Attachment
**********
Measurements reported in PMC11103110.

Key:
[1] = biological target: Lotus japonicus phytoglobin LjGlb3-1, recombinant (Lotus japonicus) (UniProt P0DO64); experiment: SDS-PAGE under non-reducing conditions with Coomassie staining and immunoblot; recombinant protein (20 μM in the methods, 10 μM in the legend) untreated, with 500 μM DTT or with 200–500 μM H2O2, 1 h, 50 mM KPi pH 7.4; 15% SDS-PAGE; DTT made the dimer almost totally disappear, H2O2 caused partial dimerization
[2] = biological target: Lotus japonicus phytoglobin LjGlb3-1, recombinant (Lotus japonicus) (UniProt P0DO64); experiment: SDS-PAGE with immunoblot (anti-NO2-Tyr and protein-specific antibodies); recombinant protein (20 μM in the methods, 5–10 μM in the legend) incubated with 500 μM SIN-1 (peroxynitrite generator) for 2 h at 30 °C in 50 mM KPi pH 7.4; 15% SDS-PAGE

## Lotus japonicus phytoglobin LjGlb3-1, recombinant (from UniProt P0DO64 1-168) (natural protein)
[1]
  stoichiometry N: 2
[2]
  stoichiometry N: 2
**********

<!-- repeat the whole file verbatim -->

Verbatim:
Measurements reported in PMC11103110.

Key:
[1] = biological target: Lotus japonicus phytoglobin LjGlb3-1, recombinant (Lotus japonicus) (UniProt P0DO64); experiment: SDS-PAGE under non-reducing conditions with Coomassie staining and immunoblot; recombinant protein (20 μM in the methods, 10 μM in the legend) untreated, with 500 μM DTT or with 200–500 μM H2O2, 1 h, 50 mM KPi pH 7.4; 15% SDS-PAGE; DTT made the dimer almost totally disappear, H2O2 caused partial dimerization
[2] = biological target: Lotus japonicus phytoglobin LjGlb3-1, recombinant (Lotus japonicus) (UniProt P0DO64); experiment: SDS-PAGE with immunoblot (anti-NO2-Tyr and protein-specific antibodies); recombinant protein (20 μM in the methods, 5–10 μM in the legend) incubated with 500 μM SIN-1 (peroxynitrite generator) for 2 h at 30 °C in 50 mM KPi pH 7.4; 15% SDS-PAGE

## Lotus japonicus phytoglobin LjGlb3-1, recombinant (from UniProt P0DO64 1-168) (natural protein)
[1]
  stoichiometry N: 2
[2]
  stoichiometry N: 2